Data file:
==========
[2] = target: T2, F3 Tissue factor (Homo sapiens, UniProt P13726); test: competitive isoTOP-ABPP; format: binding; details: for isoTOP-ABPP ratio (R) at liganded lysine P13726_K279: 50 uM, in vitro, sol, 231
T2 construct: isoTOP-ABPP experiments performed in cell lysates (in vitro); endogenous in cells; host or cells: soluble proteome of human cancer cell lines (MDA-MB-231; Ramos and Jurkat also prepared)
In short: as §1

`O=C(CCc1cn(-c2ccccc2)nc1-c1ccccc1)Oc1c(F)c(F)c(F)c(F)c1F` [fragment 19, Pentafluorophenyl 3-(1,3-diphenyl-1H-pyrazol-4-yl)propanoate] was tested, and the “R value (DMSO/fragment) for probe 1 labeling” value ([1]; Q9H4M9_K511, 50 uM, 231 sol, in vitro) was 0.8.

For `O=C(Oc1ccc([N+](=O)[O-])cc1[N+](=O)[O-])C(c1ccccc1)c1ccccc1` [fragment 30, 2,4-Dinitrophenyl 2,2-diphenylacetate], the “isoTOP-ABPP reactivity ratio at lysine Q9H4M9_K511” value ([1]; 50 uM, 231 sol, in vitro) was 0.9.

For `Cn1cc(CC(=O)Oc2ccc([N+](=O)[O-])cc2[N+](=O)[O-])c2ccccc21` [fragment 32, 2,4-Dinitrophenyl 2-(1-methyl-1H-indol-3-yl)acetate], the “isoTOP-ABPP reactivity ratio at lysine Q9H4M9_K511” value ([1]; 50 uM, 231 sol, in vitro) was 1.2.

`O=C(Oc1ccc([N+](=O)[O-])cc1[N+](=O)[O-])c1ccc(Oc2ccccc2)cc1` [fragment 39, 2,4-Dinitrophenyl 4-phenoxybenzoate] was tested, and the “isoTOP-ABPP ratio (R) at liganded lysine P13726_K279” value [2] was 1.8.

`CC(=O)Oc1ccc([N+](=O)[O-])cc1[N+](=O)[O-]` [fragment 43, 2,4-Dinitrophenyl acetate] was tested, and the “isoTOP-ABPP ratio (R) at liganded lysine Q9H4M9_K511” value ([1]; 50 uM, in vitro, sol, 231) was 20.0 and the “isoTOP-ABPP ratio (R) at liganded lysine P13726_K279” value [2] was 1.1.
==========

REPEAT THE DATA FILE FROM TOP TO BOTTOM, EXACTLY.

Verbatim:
[2] = target: T2, F3 Tissue factor (Homo sapiens, UniProt P13726); test: competitive isoTOP-ABPP; format: binding; details: for isoTOP-ABPP ratio (R) at liganded lysine P13726_K279: 50 uM, in vitro, sol, 231
T2 construct: isoTOP-ABPP experiments performed in cell lysates (in vitro); endogenous in cells; host or cells: soluble proteome of human cancer cell lines (MDA-MB-231; Ramos and Jurkat also prepared)
In short: as §1

`O=C(CCc1cn(-c2ccccc2)nc1-c1ccccc1)Oc1c(F)c(F)c(F)c(F)c1F` [fragment 19, Pentafluorophenyl 3-(1,3-diphenyl-1H-pyrazol-4-yl)propanoate] was tested, and the “R value (DMSO/fragment) for probe 1 labeling” value ([1]; Q9H4M9_K511, 50 uM, 231 sol, in vitro) was 0.8.

For `O=C(Oc1ccc([N+](=O)[O-])cc1[N+](=O)[O-])C(c1ccccc1)c1ccccc1` [fragment 30, 2,4-Dinitrophenyl 2,2-diphenylacetate], the “isoTOP-ABPP reactivity ratio at lysine Q9H4M9_K511” value ([1]; 50 uM, 231 sol, in vitro) was 0.9.

For `Cn1cc(CC(=O)Oc2ccc([N+](=O)[O-])cc2[N+](=O)[O-])c2ccccc21` [fragment 32, 2,4-Dinitrophenyl 2-(1-methyl-1H-indol-3-yl)acetate], the “isoTOP-ABPP reactivity ratio at lysine Q9H4M9_K511” value ([1]; 50 uM, 231 sol, in vitro) was 1.2.

`O=C(Oc1ccc([N+](=O)[O-])cc1[N+](=O)[O-])c1ccc(Oc2ccccc2)cc1` [fragment 39, 2,4-Dinitrophenyl 4-phenoxybenzoate] was tested, and the “isoTOP-ABPP ratio (R) at liganded lysine P13726_K279” value [2] was 1.8.

`CC(=O)Oc1ccc([N+](=O)[O-])cc1[N+](=O)[O-]` [fragment 43, 2,4-Dinitrophenyl acetate] was tested, and the “isoTOP-ABPP ratio (R) at liganded lysine Q9H4M9_K511” value ([1]; 50 uM, in vitro, sol, 231) was 20.0 and the “isoTOP-ABPP ratio (R) at liganded lysine P13726_K279” value [2] was 1.1.